Kevin Harvick is headed to Bristol (Tenn.) Motor Speedway for this Sunday’s Monster Energy NASCAR Cup Series Food City 500 looking to make some noise on track at the World’s Fastest Half-Mile.
The driver of the No. 4 Busch Beer Ford Fusion for Stewart-Haas Racing (SHR) has three Cup Series wins early in the 2018 Cup Series campaign, scored in back-to-back-to-back fashion at Las Vegas Motor Speedway and ISM Raceway near Phoenix, both over runner-up Kyle Busch, and Atlanta Motor Speedway, where Brad Keselowski was the runner-up.
Harvick nearly added his fourth Cup Series win of the season last Sunday at Texas Motor Speedway, but finished runner-up to Kyle Busch by .300 of a second. The driver of the No. 4 Busch Beer Ford has now finished first or second in four of the first seven races of the 2018 campaign and has a total of five top-five finishes.
The 2014 NASCAR Cup Series champion proves to be just as fast early in the weekend, where he has qualified in the top-10 for each Cup Series event of the season. He has scored a series-best average starting position of 5.9.
He also leads the Cup Series with 520 laps led, 768.24 miles led, a 115.1 driver rating, three wins and five top-five finishes. In addition he ranks fifth with 1,830 laps in the top-15.
The speed of the No. 4 Busch Beer Ford continues to lead the way throughout the weekend, which is why the team ranks first, in what may be the most important category, so far in this early season – playoff points. The 12 playoff points through the first seven events is five more than the next closest competitors – Kyle Busch and Martin Truex Jr.
This weekend at Bristol, Harvick has a chance to add to those statistics. The driver of the No. 4 Ford has scored two Cup Series wins at Bristol in April 2005 and August 2016. Harvick’s win in the 2005 Food City 500 at Bristol came in convincing fashion as he led three times for 109 laps and beat Elliott Sadler by 4.652 seconds. His most recent win at Bristol came in August 2016, when the race was postponed due to inclement weather and raced during the day Sunday afternoon. Harvick went on to lead 128 laps and beat runner-up Ricky Stenhouse Jr. to the finish line by 1.933 seconds to score his second NASCAR Cup Series win at the .533-mile oval. The win marked Busch Beer’s first appearance in victory lane as the sponsor of Harvick and the No. 4 team.
Since joining SHR in 2014, Harvick has one win, three top-five finishes and five top-10s at Bristol. He also ranks second with 442 laps led and fourth in points with 247.
Heading into this weekend, the No. 4 team ranks fourth with 257 Cup Series points, trailing leader Kyle Busch by 59 markers. That number is significant considering Harvick and Busch have finished 1-2 in three of the first seven events of the season – with Harvick in the higher position in two of the three.
While Harvick leads the Cup Series with three wins and 12 playoff points through the first seven races, he still would love nothing more than to win the race and both stages to add some space in the playoff point standings over second-ranked Martin Truex Jr and Kyle Busch.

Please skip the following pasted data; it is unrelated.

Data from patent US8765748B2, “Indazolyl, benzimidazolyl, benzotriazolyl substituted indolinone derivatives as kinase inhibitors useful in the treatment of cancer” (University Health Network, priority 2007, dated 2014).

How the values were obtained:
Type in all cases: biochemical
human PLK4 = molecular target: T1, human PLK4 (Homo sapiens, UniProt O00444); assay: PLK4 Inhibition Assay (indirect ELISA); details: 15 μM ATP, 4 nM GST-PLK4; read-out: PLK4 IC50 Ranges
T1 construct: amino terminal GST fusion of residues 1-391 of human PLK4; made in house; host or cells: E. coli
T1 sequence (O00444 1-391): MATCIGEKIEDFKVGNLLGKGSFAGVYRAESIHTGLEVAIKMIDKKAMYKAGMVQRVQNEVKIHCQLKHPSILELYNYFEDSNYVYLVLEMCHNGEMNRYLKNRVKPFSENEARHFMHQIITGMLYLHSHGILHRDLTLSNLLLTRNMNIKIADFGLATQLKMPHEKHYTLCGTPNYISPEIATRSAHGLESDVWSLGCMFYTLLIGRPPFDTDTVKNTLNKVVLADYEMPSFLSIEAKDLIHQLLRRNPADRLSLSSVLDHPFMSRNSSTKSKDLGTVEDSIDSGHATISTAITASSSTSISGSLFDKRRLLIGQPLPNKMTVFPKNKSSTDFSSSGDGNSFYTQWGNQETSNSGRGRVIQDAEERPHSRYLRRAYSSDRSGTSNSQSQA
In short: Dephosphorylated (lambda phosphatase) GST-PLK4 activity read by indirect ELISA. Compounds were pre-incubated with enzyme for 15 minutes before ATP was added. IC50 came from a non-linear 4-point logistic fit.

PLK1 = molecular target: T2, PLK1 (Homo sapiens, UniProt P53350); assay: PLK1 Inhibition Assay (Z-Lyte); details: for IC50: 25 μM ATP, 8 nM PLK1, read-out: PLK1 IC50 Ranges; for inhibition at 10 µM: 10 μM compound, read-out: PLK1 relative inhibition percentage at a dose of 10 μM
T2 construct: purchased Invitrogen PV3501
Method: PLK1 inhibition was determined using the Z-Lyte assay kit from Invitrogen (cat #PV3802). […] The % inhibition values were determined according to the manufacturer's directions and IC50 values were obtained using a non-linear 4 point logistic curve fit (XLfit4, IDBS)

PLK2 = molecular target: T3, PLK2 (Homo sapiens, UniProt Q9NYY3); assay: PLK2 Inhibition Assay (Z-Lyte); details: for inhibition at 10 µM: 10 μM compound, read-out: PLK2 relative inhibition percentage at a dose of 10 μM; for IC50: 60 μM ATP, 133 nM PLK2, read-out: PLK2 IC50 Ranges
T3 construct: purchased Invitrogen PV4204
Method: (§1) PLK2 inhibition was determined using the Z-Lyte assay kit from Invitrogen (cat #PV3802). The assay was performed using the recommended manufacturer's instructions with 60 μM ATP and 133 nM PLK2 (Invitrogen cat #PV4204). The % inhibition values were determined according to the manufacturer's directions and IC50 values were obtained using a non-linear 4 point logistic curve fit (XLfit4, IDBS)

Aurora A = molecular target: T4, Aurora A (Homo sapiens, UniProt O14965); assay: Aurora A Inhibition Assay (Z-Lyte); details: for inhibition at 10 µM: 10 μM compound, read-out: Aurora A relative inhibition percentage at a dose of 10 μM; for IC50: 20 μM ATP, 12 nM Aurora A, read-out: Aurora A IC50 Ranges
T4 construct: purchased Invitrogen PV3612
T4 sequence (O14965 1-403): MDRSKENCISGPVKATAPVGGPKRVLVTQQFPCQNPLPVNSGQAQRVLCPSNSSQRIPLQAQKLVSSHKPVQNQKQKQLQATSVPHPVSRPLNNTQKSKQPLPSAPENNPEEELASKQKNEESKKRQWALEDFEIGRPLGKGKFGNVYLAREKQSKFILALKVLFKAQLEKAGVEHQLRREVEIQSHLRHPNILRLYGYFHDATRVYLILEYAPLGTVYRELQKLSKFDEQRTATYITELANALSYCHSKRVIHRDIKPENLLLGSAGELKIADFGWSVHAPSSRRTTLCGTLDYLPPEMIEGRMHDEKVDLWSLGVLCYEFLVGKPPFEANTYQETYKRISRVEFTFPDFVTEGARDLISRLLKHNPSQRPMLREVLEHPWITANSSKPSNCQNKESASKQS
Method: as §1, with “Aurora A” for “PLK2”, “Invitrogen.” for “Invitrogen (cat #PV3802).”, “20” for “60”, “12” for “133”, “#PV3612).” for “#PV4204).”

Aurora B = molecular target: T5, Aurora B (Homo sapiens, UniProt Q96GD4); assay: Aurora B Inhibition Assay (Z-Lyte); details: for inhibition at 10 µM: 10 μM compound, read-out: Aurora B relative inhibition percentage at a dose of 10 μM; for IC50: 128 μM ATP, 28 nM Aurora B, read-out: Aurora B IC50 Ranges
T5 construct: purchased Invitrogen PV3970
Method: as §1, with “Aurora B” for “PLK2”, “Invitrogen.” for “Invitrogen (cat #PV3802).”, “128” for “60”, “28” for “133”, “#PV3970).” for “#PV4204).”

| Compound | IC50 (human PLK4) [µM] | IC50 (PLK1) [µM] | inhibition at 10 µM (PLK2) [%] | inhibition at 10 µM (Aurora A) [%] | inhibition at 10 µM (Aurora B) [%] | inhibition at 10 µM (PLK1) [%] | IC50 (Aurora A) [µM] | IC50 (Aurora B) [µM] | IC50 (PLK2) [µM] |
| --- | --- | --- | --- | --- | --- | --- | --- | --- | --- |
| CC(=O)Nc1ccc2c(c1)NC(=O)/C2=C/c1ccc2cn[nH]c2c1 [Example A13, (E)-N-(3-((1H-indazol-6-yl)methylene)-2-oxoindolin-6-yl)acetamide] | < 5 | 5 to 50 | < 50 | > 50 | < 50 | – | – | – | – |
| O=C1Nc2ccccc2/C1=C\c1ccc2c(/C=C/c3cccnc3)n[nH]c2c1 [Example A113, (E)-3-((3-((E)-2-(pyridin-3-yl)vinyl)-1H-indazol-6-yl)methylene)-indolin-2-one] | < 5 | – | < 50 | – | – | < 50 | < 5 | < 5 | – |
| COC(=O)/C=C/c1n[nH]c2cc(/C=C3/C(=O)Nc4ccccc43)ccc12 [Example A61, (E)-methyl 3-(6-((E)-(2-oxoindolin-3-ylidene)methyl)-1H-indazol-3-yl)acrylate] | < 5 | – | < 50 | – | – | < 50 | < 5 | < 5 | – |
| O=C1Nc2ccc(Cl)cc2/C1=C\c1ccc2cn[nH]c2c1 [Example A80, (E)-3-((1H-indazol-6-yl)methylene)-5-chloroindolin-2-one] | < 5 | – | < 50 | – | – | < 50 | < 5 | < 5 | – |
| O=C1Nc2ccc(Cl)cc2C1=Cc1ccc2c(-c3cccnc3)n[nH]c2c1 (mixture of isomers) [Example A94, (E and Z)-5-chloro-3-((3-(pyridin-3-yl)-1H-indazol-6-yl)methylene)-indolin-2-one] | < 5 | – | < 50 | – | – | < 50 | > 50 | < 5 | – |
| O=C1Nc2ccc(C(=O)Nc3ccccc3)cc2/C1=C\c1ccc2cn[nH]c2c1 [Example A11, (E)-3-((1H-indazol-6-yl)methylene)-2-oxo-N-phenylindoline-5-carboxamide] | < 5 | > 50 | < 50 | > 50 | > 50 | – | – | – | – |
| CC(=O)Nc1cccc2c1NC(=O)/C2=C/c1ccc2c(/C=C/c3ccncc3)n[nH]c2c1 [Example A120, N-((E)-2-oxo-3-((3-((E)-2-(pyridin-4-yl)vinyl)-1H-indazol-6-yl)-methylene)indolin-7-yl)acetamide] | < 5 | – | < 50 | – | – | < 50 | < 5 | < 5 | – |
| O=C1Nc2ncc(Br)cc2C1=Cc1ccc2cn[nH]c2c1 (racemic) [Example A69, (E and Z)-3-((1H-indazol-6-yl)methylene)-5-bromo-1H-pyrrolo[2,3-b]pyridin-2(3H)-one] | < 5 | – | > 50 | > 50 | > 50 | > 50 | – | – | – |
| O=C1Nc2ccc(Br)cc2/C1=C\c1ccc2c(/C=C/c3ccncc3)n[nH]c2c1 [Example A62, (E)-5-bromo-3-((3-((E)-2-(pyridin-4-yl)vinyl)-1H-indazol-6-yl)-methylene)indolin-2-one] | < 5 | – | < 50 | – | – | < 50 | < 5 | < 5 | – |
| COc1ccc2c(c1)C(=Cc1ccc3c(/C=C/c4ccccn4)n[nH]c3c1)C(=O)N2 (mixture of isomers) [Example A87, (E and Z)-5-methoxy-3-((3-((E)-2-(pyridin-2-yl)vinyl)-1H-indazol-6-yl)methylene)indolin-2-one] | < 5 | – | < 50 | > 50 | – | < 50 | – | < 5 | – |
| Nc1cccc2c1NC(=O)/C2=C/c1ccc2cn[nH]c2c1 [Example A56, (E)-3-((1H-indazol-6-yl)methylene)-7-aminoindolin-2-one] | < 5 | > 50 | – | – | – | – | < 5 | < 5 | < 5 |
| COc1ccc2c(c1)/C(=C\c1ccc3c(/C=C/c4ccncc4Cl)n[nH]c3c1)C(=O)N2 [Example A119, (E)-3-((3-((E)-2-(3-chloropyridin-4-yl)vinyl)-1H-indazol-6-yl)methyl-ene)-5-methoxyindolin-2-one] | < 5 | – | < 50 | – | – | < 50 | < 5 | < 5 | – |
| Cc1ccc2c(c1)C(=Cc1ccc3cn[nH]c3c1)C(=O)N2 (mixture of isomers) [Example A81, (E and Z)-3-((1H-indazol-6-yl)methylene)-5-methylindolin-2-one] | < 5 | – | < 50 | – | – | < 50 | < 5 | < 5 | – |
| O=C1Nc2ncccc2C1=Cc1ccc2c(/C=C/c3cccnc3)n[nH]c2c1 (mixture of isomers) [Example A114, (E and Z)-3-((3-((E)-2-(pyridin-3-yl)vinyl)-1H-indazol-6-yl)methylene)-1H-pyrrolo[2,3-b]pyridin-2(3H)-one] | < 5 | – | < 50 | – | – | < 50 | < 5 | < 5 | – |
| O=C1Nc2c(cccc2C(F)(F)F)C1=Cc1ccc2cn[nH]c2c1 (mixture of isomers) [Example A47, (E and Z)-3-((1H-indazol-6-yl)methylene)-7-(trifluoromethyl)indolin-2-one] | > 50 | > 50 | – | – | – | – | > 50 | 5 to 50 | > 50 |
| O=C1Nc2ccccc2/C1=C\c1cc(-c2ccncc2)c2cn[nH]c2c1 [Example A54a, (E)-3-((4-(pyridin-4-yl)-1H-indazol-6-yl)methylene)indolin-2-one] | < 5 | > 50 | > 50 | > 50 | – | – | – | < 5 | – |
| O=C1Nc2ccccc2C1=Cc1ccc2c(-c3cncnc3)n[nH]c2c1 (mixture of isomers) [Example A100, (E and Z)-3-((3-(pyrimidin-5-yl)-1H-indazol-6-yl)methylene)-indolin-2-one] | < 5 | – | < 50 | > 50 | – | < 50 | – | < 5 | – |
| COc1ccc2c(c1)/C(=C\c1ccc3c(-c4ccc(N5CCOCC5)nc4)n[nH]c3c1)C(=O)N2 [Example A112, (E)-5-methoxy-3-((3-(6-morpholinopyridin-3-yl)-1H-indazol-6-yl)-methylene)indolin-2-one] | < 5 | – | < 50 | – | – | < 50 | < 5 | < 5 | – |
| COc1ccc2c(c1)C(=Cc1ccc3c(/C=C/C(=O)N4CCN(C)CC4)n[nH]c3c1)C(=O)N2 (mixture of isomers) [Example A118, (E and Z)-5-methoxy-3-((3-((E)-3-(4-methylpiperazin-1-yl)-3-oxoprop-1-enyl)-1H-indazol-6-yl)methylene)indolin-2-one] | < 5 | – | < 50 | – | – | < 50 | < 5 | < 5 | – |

KEVIN HARVICK, Driver of the No. 4 Busch Beer Ford Fusion for Stewart-Haas Racing:
What makes Bristol unique and how do you expect the weekend to go?
“Things happen so fast at Bristol. You’ll see as the weekend goes, you’ll have that PJ1 at the bottom of the racetrack and once it gets burned into the bottom, you’ll be tearing it up on the bottom. Then the next thing you know you’ll be half-way through race practice on Saturday and Kyle Larson will be up there throwing rocks and dirt trying to do everything that he can to get the high groove going. Then you’ll have Ty Dillon, Jamie McMurray and a couple others will follow him up there and they’ll get the top going pretty good. Then during the Xfinity race the top will get burned in pretty good and the top will be the preferred groove by the time it’s all said and done. Putting that PJ1 on the bottom of the racetrack just allows you an option when you’re going through lap traffic and it keeps everyone from being locked into that top groove. Putting that PJ1 gives you just enough grip on the bottom to be able to shoot down there to pass lapped cars or get some grip on the restarts and be able to try and make a pass.”
Is it hard to communicate inside the racecar at Bristol because everything happens so fast?
“It’s definitely loud and hard for the teams to hear. One of the hardest things at Bristol is just to see what’s going on. I have crashed at Bristol and gone back to watch it on TV and you’re like, ‘what in the hell were you doing? You just ran into four or five cars that have been sitting there for two seconds.’ But, Bristol is a very demanding racetrack. It’s very hard because things happen so fast, communication is hard. It’s easy to make a mistake or pile into a wreck. It’s easy to wreck somebody or to get into a fight. It’s easy to do a lot of things because there is just so much happening. It’s a tough place to race, to put it all together and mentally and physically exhausting.”